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Covalent Bonding

Covalent chemical bonds involve the sharing of a pair of valence electrons by two atoms, in contrast to the transfer of electrons in ionic bonds. Atoms will covalently bond with other atoms in order to gain more stability, which is gained by forming a full electron shell. By sharing their outer most (valence) electrons, atoms can fill up their outer electron shell and gain stability. Nonmetals will readily form covalent bonds with other nonmetals in order to obtain stability, and can form anywhere between one to three covalent bonds with other nonmetals depending on how many valence electrons they posses. Although it is said that atoms share electrons when they form covalent bonds, they do not usually share the electrons equally.
Only when two atoms of the same element form a covalent bond are the shared electrons actually shared equally between the atoms. When atoms of different elements share electrons through covalent bonding, the electron will be drawn more toward the atom with the higher electronegativity resulting in a polar covalent bond. When compared to ionic compounds, covalent compounds usually have a lower melting and boiling point, and have less of a tendency to dissolve in water. Covalent compounds can be in a gas, liquid, or solid state and do not conduct electricity or heat well. The types of covalent bonds can be distingished by looking at the Lewis dot structure of the molecule. For each molecule, there are different names for pairs of electrons, depending if it is shared or not. A pair of electrons that is shared between two atoms is called a bond pair. A pair of electrons that is not shared between two atoms is called a lone pair.

Octet Rule

The Octet Rule requires all atoms in a molecule to have 8 valence electrons--either by sharing, losing or gaining electrons--to become stable. For Covalent bonds, atoms tend to share their electrons with each other to satisfy the Octet Rule. It requires 8 electrons because that is the amount of electrons needed to fill a s- and p- orbital (electron configuration); also known as a noble gas configuration. Each atom wants to become as stable as the noble gases that have their outer valence shell filled because noble gases have a charge of 0. Although it is important to remember the "magic number", 8, note that there are many Octet rule exceptions.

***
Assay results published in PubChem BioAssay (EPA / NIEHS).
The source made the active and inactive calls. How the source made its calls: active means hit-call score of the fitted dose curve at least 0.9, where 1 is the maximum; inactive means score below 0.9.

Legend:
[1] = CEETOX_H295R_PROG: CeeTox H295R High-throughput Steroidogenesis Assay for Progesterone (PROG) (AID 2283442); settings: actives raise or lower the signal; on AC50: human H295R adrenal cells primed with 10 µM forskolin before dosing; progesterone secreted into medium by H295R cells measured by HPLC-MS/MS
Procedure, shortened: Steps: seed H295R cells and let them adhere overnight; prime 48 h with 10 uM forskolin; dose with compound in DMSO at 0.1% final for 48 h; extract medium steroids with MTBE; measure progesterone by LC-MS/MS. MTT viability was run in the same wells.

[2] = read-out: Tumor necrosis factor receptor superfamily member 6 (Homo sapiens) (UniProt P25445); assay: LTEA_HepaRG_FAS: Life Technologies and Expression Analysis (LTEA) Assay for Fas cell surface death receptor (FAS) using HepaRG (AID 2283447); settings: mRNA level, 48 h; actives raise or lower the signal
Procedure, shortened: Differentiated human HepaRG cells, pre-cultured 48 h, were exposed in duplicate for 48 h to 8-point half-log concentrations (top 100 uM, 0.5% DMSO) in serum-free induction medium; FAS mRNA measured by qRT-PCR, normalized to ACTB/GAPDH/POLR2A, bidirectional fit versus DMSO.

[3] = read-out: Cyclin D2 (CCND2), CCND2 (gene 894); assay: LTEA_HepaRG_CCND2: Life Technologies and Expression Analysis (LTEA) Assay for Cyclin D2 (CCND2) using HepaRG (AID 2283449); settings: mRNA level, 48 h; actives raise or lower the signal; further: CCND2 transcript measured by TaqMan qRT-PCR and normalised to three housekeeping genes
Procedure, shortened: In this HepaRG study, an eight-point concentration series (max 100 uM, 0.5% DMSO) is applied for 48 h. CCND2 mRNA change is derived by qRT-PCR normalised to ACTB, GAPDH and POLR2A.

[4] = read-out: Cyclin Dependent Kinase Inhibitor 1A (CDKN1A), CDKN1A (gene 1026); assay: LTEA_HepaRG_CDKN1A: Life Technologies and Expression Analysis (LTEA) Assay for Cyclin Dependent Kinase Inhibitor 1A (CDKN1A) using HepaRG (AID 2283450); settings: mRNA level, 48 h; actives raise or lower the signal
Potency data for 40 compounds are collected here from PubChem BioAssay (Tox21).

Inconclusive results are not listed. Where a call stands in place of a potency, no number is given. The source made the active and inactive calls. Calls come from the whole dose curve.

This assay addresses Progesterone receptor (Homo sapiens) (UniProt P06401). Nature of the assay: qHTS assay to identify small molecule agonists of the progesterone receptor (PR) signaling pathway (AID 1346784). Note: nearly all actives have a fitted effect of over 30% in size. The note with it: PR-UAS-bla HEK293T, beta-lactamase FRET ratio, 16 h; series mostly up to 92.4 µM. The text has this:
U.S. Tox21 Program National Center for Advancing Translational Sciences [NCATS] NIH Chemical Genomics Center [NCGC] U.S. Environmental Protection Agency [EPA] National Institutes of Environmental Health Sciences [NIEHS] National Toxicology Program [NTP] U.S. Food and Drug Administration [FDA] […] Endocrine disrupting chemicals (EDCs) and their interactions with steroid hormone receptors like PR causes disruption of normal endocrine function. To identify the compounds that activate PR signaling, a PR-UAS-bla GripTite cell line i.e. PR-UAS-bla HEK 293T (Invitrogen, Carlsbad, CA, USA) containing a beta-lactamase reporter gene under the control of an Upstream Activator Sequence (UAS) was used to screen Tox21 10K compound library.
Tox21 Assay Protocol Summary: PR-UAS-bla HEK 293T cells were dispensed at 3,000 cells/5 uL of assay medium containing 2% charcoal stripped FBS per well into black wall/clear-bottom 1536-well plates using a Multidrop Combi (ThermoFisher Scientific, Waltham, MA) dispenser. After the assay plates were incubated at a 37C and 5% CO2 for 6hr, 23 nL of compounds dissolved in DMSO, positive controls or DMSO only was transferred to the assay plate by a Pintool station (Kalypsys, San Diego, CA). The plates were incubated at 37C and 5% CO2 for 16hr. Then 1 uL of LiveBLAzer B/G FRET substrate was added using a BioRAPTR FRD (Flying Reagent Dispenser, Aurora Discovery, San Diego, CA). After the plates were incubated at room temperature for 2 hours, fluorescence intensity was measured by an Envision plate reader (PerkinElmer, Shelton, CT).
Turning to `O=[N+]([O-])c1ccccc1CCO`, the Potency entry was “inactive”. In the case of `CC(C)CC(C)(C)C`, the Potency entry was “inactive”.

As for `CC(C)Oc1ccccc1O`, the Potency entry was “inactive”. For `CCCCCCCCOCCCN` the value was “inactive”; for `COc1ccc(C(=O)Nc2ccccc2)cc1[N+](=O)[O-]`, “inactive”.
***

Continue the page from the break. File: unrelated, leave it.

Example: As you can see from the picture below, Phosphorus has only 5 electrons in its outer shell (bolded in red). Argon has a total of 8 electrons (bolded in red), which satisfies the Octet Rule. Phosphorus needs to gain 3 electrons to fullfill the Octet Rule. It wants to be like Argon who has a full outer valence shell.

Single Bonds

A single bond is when two electrons--one pair of electrons--are shared between two atoms. It is depicted by a single line between the two atoms. Although this form of bond is weaker and has a smaller density than a double bond and a triple bond, it is the most stable because it has a lower level of reactivity meaning less vulnerability in losing electrons to atoms that want to steal electrons.

Double Bonds